Yet a trip to Ephesus is easily organised by yourself; either by hire car or by using one of the many coaches that leave to Selcuk from the coach station (next to the Dolmus station) in Bodrum. When we first visited Gumusluk 20 years ago we made the journey by coach and stayed over night in Selcuk, taking a taxi to Ephesus early in the morning – avoiding the crowds and the mid day heat

If you are planning the trip yourself, then we would recommend that you stay in a quaint little village called Sirence in the hills above Selcuk. It is very picturesque and has much more charm than Selcuk. We can recommend a boutique hotel in Sirence (http://www.nisanyan.com/); it has main bedrooms at or near the hotel and a wonderful a la carte restaurant (not too expensive). Alternatively it has village rooms for those on a budget; you can still book a meal and walk up to their restaurant in the evening.

In fact if the villa is not available for all the time you require, you might consider a couple of days at Sirence / Ephesus and then moving on to Gumusluk; Ephesus is only an hours drive from Bodrum / Milas airport.

Circular Walk from Yalikavak to Deserted Village of Sandima (Updated Oct 14)

Deserted Village of SandimaDistance : about 3 miles

Time : allow 2 and a half hours.

Remember : water, sun hat, long trousers,socks, walking shoes.(picnic?)

Grade : Mostly easy but slightly overgrown /rocky in places on the path back from Sandima and a small barbwire fence to negotiate.

Getting there: Take the Yalikavak dolmus from the end of the Opus road* to the dolmus station in Yalikavak. (*Turn left out of Opus top gate and at the T junction wait for a dolmus coming up the hill)

Suggest you do this walk on a Thursday when it is market day in Yalikavak. You can then visit the market and buy a few items for a picnic before you set off. The walk starts just by the market.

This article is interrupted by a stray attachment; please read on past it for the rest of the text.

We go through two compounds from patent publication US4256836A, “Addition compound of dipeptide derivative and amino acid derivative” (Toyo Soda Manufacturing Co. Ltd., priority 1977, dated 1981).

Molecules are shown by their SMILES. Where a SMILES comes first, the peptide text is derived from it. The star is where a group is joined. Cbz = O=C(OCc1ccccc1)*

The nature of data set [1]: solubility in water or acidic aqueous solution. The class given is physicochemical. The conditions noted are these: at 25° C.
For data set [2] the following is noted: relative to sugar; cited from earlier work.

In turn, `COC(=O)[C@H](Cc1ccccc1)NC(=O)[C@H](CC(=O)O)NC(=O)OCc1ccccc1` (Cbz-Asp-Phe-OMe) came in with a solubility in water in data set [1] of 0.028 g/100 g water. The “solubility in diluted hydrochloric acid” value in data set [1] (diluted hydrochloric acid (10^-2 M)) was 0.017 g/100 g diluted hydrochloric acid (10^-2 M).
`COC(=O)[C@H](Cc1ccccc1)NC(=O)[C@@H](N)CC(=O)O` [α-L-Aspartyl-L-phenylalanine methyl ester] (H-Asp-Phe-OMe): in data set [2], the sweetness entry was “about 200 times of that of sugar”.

The Walk: From the dolmus station and car park (close to the market) look for a large Turkish flag and a large statue of Ataturk holding a child beside a big mosaic circle. Take the second road clockwise from the statue and bear right when the road divides after 150 metres. In a few metres you’ll pass and entrance to the market on your left but continue straight on along Kayacik Caddesi, signposted ‘Sandima’.

Houses and orange groves line the small road. After 5-10 minutes a dry river bed appears on your left. Continue straight ahead (alongside the river bed) gently uphill.

After a further 10 minutes, where a small road comes in from the right, a signpost points you straight ahead to Sandima. When the paved track turns left (signposted Ada Evleri), keep straight ahead up an unmade road. After a few minutes there is a white domed water cistern (sarnac) to your left in a dip. After another 10 minutes you pass eucalyptus trees and a drinking trough on your left. In another 200 metres a large open area appears to the left of the path and there is a large white drinking fountain and a small cemetery enclosed by a stone wall. You have reached Sandima.

Take time to explore the village of Sandima by continuing straight ahead at the water fountain.White Drinking Fountain at Sandima